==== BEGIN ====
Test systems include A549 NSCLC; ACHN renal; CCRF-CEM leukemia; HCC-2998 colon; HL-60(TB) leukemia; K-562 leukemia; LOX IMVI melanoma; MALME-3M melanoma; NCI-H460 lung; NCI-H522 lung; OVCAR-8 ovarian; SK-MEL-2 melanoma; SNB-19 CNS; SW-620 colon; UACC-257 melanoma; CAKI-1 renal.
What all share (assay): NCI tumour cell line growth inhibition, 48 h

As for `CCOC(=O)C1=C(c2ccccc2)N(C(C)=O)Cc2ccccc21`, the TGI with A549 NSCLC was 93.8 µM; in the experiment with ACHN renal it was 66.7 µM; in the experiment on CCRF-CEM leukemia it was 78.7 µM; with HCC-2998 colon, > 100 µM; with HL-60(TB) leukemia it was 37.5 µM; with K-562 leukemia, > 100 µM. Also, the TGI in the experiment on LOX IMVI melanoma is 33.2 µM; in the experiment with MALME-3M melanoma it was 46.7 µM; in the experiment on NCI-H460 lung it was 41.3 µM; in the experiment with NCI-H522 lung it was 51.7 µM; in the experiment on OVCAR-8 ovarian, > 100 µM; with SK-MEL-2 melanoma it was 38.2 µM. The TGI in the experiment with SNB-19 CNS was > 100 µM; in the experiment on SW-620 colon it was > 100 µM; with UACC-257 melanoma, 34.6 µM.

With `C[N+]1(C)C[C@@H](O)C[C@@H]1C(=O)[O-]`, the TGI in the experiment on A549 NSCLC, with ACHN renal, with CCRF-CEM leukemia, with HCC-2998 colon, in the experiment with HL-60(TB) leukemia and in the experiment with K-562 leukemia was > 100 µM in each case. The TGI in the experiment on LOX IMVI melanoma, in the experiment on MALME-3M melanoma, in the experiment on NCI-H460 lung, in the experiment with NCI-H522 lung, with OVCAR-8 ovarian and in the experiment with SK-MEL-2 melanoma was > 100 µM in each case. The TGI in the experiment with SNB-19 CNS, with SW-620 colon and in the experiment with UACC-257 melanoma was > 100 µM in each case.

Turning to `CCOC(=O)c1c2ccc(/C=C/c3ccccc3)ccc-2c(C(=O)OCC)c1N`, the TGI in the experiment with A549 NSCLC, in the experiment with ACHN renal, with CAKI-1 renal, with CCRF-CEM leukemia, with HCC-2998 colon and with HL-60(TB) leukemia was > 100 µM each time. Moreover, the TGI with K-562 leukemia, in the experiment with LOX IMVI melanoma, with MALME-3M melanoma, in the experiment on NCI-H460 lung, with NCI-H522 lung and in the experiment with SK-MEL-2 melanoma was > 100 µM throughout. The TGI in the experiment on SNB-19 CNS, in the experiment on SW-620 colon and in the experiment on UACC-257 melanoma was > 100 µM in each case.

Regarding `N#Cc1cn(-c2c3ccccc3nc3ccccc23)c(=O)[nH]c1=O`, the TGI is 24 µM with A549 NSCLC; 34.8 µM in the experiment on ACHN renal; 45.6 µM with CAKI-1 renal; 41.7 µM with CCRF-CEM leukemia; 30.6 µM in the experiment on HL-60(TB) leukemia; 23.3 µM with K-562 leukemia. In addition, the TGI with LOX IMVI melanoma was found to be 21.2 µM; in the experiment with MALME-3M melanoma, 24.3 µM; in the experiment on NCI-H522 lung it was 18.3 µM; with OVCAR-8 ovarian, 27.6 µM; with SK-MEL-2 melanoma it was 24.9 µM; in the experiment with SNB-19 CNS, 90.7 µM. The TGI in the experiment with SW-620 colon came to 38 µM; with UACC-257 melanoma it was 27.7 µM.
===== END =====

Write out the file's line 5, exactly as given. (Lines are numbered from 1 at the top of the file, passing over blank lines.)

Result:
Turning to `CCOC(=O)c1c2ccc(/C=C/c3ccccc3)ccc-2c(C(=O)OCC)c1N`, the TGI in the experiment with A549 NSCLC, in the experiment with ACHN renal, with CAKI-1 renal, with CCRF-CEM leukemia, with HCC-2998 colon and with HL-60(TB) leukemia was > 100 µM each time. Moreover, the TGI with K-562 leukemia, in the experiment with LOX IMVI melanoma, with MALME-3M melanoma, in the experiment on NCI-H460 lung, with NCI-H522 lung and in the experiment with SK-MEL-2 melanoma was > 100 µM throughout. The TGI in the experiment on SNB-19 CNS, in the experiment on SW-620 colon and in the experiment on UACC-257 melanoma was > 100 µM in each case.